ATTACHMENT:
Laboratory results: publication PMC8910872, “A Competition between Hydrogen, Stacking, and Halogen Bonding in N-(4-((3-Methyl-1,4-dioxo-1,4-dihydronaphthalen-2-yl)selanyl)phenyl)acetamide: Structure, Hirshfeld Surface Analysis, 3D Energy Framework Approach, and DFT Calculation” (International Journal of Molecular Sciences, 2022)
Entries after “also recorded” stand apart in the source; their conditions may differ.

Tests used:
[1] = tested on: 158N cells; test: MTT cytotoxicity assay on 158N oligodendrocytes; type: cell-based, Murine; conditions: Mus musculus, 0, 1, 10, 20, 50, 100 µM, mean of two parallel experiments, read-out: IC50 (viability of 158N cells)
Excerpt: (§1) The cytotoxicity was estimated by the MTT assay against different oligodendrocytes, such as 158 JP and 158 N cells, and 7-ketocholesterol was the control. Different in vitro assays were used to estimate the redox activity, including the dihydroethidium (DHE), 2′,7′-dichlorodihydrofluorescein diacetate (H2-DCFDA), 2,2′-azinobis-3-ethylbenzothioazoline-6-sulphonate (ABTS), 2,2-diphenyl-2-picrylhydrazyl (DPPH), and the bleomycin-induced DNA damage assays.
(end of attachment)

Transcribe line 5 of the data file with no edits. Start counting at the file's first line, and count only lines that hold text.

Excerpt: (§1) The cytotoxicity was estimated by the MTT assay against different oligodendrocytes, such as 158 JP and 158 N cells, and 7-ketocholesterol was the control. Different in vitro assays were used to estimate the redox activity, including the dihydroethidium (DHE), 2′,7′-dichlorodihydrofluorescein diacetate (H2-DCFDA), 2,2′-azinobis-3-ethylbenzothioazoline-6-sulphonate (ABTS), 2,2-diphenyl-2-picrylhydrazyl (DPPH), and the bleomycin-induced DNA damage assays.